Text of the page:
World Soil Day 2019 and its campaign 'Stop Soil Erosion, Save Our Future' is intended to raise awareness on the importance of sustaining healthy ecosystems and human well-being by addressing the increasing challenges in soil management; to raise the profile of healthy soil by encouraging governments, organizations, communities and individuals around the world to engage in proactively improving soil health.
OUR LIVING SOIL. COP26 and the World Congress of Soil Science
Working with the British Society of Soil Science and a panel of experts, CCANW has now completed plans for the first phase of an ambitious new arts programme 'Our Living Soil' spanning two major international environmental conferences soon to be held in Glasgow; COP26 next November – the UN climate change summit - and the World Congress of Soil Science in 2022.
Young Swedish climate activist Greta Thunberg has been invited by the City Council to attend COP26 and speak to local school children. Photo: AFP - Glasgow Live 14 Oct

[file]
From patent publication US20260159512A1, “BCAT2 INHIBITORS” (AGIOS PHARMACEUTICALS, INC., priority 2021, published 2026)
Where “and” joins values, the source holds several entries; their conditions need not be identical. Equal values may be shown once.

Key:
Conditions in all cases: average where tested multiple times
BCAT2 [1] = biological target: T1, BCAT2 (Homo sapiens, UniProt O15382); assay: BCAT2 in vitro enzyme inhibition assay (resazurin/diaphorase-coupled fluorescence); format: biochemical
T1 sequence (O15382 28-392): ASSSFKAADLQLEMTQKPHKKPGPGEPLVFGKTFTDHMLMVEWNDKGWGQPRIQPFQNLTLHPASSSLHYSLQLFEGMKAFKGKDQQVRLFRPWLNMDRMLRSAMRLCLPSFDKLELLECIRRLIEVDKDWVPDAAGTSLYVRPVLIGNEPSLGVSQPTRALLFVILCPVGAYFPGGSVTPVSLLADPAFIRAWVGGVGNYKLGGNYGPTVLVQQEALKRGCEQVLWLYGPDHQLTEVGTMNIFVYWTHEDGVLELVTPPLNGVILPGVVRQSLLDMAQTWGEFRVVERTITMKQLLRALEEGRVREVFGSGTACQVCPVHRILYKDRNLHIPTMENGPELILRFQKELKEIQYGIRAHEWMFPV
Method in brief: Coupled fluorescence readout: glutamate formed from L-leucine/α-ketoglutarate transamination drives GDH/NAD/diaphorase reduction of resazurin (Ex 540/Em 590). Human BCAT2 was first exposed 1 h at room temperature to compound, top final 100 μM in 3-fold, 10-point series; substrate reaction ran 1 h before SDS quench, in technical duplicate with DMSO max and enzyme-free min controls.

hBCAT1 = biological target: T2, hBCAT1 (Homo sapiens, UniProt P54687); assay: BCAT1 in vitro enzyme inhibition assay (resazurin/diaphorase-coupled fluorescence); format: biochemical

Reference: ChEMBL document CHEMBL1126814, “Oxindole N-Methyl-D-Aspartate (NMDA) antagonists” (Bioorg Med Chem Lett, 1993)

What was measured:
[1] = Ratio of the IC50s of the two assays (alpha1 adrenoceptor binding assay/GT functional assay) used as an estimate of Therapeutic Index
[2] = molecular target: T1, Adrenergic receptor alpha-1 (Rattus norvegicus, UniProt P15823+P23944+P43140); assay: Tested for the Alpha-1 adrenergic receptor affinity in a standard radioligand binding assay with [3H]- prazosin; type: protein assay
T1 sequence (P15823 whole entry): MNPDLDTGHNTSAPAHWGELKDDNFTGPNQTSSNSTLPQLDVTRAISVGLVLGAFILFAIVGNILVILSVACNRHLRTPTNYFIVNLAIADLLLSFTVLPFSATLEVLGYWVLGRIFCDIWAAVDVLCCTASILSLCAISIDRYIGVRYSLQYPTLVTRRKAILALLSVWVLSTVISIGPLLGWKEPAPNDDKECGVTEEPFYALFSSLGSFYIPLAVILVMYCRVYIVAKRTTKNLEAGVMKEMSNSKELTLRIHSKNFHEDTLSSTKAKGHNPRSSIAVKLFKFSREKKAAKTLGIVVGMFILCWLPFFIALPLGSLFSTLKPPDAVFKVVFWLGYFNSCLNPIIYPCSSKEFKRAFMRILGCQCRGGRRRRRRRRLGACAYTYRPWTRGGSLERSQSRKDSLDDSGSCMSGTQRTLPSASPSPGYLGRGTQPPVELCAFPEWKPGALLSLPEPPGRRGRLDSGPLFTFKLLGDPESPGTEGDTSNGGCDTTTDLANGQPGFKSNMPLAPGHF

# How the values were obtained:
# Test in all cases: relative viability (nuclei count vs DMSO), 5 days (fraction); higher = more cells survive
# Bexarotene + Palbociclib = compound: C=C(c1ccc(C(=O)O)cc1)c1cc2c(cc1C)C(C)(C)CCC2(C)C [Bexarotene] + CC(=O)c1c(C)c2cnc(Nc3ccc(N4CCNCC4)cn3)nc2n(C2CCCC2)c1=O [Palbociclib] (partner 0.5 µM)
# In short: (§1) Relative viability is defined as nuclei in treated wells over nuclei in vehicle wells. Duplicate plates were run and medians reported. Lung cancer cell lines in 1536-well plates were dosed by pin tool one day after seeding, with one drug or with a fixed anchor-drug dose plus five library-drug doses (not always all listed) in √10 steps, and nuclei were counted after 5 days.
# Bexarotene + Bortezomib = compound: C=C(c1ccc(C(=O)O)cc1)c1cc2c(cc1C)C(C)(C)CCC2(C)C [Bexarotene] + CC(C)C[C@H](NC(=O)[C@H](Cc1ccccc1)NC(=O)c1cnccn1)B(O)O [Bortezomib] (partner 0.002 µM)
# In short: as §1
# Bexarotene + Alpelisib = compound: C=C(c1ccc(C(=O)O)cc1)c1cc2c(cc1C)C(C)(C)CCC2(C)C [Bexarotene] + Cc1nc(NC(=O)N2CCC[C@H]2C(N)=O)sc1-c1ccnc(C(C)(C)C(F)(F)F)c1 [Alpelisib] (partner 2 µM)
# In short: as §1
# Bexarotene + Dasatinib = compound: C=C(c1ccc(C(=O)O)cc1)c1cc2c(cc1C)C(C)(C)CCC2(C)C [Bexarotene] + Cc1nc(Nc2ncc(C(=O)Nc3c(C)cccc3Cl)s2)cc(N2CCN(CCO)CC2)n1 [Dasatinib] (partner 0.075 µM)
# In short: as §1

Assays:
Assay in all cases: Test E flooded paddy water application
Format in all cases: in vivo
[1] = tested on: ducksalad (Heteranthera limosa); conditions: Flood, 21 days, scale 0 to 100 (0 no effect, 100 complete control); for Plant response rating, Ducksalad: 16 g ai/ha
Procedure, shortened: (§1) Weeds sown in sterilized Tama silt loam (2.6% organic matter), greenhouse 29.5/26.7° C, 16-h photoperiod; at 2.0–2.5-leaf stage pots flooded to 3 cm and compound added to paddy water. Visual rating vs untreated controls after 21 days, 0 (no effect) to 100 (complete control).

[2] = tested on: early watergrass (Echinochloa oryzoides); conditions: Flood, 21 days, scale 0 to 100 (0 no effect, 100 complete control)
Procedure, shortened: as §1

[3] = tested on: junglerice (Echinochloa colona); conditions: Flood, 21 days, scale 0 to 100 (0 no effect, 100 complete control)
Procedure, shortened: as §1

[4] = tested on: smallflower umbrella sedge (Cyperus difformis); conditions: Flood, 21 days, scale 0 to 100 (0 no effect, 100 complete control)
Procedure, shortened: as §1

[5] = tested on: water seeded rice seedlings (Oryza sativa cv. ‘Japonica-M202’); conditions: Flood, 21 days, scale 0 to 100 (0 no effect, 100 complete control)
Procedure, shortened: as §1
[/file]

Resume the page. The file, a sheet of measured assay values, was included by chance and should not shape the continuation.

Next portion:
A feature of our new programme will be to reach out to new audiences, especially the young and underserved, who may not have much engagement with the arts and soil science. This first phase, for which funding is now being sought, involves working closely with new Scottish partners aiming to connect both local and international artists, scientists and communities through a wide range of events and activities.
'Green Tease for COP26 Glasgow'. Creative Carbon Scotland and ecoartscotland are providing an opportunity to discuss ways that the public can engage with the issues surrounding COP26, including the role of the arts. Tues. 10 Dec. 6.30-8.30pm. MANY Studios, 3 Ross Street, Glasgow G1 5AR. Book your free place here.
'Our Living Soil' builds on our 'Soil Culture' project which became the UK's most significant arts contribution to the UN International Year of Soils (2015), attracting 655 applications from 39 different countries for its programme of artist residencies. We are now focussed on encouraging activities elsewhere in the UK and keen to hear from artists and arts organisations wishing to participate in this new project.
You can order a copy of 'Field to Palette-Dialogues on Soil and Art in the Anthropocene', co-edited by our panel member Alexandra Toland, which brings together over 100 artists and environmental scientists to discuss the state of the world's soils, their functions in society, and their cultural meanings over time.